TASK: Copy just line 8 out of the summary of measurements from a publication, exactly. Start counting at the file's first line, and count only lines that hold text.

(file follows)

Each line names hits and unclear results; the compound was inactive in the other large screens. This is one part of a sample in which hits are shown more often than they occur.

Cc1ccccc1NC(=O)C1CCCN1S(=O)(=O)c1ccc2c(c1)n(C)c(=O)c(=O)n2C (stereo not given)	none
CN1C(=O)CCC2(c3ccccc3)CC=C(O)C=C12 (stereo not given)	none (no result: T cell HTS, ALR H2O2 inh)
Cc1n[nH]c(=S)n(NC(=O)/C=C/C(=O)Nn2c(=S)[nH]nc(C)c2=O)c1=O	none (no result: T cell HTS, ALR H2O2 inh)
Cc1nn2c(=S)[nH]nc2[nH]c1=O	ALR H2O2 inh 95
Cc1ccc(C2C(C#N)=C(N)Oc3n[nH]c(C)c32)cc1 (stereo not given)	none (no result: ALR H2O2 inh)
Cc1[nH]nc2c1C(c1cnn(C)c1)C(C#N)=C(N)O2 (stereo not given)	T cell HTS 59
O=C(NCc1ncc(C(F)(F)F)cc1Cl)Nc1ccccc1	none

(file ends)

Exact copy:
O=C(NCc1ncc(C(F)(F)F)cc1Cl)Nc1ccccc1	none